University of Minnesota scientists create brain-controlled virtual flight

In a move that can only be described by Punjab-esque, your Annie (1982) hero's ability to make aircraft fly with his mind is one step closer to reality now that researchers, led by Dr. Bin He of the University of Minnesota, have created an EEG-based interface that allows users to navigate a virtual helicopter with their mind. The interface is a completely noninvasive brain-computer hookup that allows the user to tell the helicopter where to go by willing it to do so.

You can access the original write-up of the project on PLoS One, a repository for "accelerating the publication of peer-reviewed science." Open access, everyone! The write-up is a documentation of some tests performed to show the accuracy of the system. User attached the apparatus to their cranium and were asked to navigate a helicopter through three dimensional space. According to the results, users were able to reach targets with the helicopter 85% of the time. So probably we won't be controlling REAL helicopters with this system any time soon, but maybe someday!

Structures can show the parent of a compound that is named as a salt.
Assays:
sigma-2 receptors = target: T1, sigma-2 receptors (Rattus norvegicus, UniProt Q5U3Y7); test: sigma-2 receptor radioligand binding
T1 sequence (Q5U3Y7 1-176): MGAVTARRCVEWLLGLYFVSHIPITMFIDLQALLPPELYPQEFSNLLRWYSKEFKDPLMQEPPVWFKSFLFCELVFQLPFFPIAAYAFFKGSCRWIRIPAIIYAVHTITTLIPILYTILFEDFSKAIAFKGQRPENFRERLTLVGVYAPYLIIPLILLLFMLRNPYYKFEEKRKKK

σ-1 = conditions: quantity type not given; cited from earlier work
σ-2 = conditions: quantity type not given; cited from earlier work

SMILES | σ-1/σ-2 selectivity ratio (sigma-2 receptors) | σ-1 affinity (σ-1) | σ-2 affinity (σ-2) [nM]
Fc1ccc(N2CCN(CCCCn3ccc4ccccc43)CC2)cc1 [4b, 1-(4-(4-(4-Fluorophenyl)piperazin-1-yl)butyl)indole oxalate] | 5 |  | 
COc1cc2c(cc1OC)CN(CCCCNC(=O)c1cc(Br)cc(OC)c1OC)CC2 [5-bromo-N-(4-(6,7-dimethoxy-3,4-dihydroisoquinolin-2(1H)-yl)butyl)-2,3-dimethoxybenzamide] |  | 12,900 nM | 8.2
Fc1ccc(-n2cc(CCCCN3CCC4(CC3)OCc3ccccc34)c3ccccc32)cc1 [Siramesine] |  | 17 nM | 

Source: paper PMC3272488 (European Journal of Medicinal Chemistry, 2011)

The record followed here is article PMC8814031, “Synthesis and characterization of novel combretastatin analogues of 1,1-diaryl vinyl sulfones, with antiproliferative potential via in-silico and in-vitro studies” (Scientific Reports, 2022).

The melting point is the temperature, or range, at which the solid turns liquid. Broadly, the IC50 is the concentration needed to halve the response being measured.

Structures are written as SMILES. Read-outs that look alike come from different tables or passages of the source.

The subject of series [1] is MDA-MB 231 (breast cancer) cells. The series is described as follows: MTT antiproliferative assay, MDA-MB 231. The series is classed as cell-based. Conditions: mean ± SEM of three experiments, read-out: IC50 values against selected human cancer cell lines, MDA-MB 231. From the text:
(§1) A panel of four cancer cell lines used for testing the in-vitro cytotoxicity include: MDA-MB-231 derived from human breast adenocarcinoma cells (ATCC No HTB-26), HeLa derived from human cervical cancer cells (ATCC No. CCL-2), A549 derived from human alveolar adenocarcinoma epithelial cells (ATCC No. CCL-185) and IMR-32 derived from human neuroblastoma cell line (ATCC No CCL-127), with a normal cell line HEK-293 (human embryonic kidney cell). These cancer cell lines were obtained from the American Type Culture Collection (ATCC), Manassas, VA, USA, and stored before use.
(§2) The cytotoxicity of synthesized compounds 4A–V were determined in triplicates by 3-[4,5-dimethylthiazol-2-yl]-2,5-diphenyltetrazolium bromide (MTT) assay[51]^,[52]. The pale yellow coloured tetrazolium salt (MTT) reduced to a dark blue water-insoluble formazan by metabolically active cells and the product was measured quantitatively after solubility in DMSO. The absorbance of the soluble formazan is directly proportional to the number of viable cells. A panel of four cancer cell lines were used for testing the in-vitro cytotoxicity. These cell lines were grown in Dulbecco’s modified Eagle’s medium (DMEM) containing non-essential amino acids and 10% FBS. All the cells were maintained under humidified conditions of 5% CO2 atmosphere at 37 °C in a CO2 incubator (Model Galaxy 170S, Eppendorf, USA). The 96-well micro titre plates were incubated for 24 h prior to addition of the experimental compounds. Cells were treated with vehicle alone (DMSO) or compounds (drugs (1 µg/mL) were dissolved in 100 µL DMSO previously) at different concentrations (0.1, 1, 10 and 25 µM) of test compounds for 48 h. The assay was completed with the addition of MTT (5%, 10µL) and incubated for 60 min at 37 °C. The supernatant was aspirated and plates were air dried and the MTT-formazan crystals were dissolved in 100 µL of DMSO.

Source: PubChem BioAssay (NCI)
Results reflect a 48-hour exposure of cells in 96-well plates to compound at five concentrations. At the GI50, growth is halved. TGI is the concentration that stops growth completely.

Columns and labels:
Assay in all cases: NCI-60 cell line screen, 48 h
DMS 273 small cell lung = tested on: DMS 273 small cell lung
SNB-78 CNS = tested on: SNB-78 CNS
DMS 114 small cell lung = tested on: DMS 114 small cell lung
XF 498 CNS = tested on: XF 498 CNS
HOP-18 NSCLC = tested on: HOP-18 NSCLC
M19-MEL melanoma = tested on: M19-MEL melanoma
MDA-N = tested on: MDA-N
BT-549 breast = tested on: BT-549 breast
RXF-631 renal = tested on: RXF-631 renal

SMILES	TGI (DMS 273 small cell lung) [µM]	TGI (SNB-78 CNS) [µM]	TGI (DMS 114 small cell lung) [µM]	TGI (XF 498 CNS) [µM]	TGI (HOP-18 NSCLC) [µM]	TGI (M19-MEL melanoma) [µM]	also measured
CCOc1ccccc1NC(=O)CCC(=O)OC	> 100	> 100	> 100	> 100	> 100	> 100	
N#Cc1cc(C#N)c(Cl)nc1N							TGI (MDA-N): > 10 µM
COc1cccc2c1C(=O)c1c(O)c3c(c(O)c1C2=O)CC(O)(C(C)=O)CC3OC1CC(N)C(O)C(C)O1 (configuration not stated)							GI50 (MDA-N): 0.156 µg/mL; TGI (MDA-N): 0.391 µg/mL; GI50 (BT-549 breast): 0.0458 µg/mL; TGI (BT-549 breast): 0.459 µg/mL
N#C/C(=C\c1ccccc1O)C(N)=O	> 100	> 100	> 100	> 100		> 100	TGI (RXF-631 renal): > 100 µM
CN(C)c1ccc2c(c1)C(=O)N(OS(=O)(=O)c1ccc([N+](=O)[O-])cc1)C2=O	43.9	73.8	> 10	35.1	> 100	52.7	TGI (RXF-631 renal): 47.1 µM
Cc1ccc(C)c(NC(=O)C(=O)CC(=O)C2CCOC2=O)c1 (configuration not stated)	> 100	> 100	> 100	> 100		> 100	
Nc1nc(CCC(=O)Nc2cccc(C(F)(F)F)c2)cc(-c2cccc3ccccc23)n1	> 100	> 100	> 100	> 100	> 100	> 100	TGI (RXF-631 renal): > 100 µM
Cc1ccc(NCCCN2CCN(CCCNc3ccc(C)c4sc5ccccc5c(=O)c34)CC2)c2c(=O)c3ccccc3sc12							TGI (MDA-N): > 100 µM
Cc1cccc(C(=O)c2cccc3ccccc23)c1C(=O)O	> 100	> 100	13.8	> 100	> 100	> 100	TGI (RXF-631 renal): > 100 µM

Dr. He had the following to say about the project thus far:

"this work demonstrates for the first time that one can accomplish real-time, continuous 3-dimensional control of a flying object in a virtual world from noninvasive EEG-based brain-computer interface. Such ability used to be limited in cases where invasive recordings are used, thus the work opens avenues to noninvasive bio-navigation, or neuroprosthetics." – Dr. He

What you're about to see below is a video of what the user sees on the screen as they control the helicopter with their mind. The user has simply to place the testing device's hat on, have their sesorimotor rythem brain waves monitored, and these waves are characterized and calibrated into controls which move the helicopter. Have a look here and give the U of M a high five. That's hometown pride for me, folks, maroon and gold forever!

[via Engadget]